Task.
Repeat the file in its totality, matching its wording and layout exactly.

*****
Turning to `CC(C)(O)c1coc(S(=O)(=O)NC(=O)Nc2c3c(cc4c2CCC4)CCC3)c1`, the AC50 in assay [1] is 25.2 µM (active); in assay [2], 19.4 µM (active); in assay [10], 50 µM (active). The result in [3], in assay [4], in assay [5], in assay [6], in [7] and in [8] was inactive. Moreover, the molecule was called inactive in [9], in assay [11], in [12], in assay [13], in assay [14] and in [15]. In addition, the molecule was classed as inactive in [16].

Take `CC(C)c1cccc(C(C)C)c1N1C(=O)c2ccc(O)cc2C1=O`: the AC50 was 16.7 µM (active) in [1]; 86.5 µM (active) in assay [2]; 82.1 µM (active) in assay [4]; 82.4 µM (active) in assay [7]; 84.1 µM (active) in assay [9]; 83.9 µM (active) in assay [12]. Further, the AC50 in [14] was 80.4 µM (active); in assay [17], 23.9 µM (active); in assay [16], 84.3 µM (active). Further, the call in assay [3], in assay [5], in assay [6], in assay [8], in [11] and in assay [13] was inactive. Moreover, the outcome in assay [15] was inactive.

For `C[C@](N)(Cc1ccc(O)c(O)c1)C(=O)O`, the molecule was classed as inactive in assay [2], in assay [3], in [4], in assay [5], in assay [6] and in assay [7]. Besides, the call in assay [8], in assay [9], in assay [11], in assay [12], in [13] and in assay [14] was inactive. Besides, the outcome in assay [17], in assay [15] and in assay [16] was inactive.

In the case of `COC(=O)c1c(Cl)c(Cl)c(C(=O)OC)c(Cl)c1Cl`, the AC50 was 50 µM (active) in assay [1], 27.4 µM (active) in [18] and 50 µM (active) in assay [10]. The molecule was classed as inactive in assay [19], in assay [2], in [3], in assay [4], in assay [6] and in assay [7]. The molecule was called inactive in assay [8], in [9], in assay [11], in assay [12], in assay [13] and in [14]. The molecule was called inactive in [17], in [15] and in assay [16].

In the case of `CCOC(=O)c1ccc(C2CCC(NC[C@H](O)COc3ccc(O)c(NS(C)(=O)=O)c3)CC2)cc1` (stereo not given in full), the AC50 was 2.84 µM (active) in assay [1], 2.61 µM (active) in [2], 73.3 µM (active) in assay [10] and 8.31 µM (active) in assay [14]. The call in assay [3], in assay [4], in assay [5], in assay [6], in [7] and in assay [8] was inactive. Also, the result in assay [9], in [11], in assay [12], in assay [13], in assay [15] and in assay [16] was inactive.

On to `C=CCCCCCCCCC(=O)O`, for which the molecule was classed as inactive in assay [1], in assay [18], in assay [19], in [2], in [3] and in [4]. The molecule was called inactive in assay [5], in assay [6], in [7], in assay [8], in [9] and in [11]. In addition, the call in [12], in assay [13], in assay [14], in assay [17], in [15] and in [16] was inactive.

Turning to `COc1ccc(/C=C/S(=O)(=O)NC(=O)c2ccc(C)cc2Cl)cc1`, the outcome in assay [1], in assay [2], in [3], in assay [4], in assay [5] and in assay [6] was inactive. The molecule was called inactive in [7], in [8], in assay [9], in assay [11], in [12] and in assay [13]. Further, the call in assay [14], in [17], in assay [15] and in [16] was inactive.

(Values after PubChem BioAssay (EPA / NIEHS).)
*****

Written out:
Turning to `CC(C)(O)c1coc(S(=O)(=O)NC(=O)Nc2c3c(cc4c2CCC4)CCC3)c1`, the AC50 in assay [1] is 25.2 µM (active); in assay [2], 19.4 µM (active); in assay [10], 50 µM (active). The result in [3], in assay [4], in assay [5], in assay [6], in [7] and in [8] was inactive. Moreover, the molecule was called inactive in [9], in assay [11], in [12], in assay [13], in assay [14] and in [15]. In addition, the molecule was classed as inactive in [16].

Take `CC(C)c1cccc(C(C)C)c1N1C(=O)c2ccc(O)cc2C1=O`: the AC50 was 16.7 µM (active) in [1]; 86.5 µM (active) in assay [2]; 82.1 µM (active) in assay [4]; 82.4 µM (active) in assay [7]; 84.1 µM (active) in assay [9]; 83.9 µM (active) in assay [12]. Further, the AC50 in [14] was 80.4 µM (active); in assay [17], 23.9 µM (active); in assay [16], 84.3 µM (active). Further, the call in assay [3], in assay [5], in assay [6], in assay [8], in [11] and in assay [13] was inactive. Moreover, the outcome in assay [15] was inactive.

For `C[C@](N)(Cc1ccc(O)c(O)c1)C(=O)O`, the molecule was classed as inactive in assay [2], in assay [3], in [4], in assay [5], in assay [6] and in assay [7]. Besides, the call in assay [8], in assay [9], in assay [11], in assay [12], in [13] and in assay [14] was inactive. Besides, the outcome in assay [17], in assay [15] and in assay [16] was inactive.

In the case of `COC(=O)c1c(Cl)c(Cl)c(C(=O)OC)c(Cl)c1Cl`, the AC50 was 50 µM (active) in assay [1], 27.4 µM (active) in [18] and 50 µM (active) in assay [10]. The molecule was classed as inactive in assay [19], in assay [2], in [3], in assay [4], in assay [6] and in assay [7]. The molecule was called inactive in assay [8], in [9], in assay [11], in assay [12], in assay [13] and in [14]. The molecule was called inactive in [17], in [15] and in assay [16].

In the case of `CCOC(=O)c1ccc(C2CCC(NC[C@H](O)COc3ccc(O)c(NS(C)(=O)=O)c3)CC2)cc1` (stereo not given in full), the AC50 was 2.84 µM (active) in assay [1], 2.61 µM (active) in [2], 73.3 µM (active) in assay [10] and 8.31 µM (active) in assay [14]. The call in assay [3], in assay [4], in assay [5], in assay [6], in [7] and in assay [8] was inactive. Also, the result in assay [9], in [11], in assay [12], in assay [13], in assay [15] and in assay [16] was inactive.

On to `C=CCCCCCCCCC(=O)O`, for which the molecule was classed as inactive in assay [1], in assay [18], in assay [19], in [2], in [3] and in [4]. The molecule was called inactive in assay [5], in assay [6], in [7], in assay [8], in [9] and in [11]. In addition, the call in [12], in assay [13], in assay [14], in assay [17], in [15] and in [16] was inactive.

Turning to `COc1ccc(/C=C/S(=O)(=O)NC(=O)c2ccc(C)cc2Cl)cc1`, the outcome in assay [1], in assay [2], in [3], in assay [4], in assay [5] and in assay [6] was inactive. The molecule was called inactive in [7], in [8], in assay [9], in assay [11], in [12] and in assay [13]. Further, the call in assay [14], in [17], in assay [15] and in [16] was inactive.

(Values after PubChem BioAssay (EPA / NIEHS).)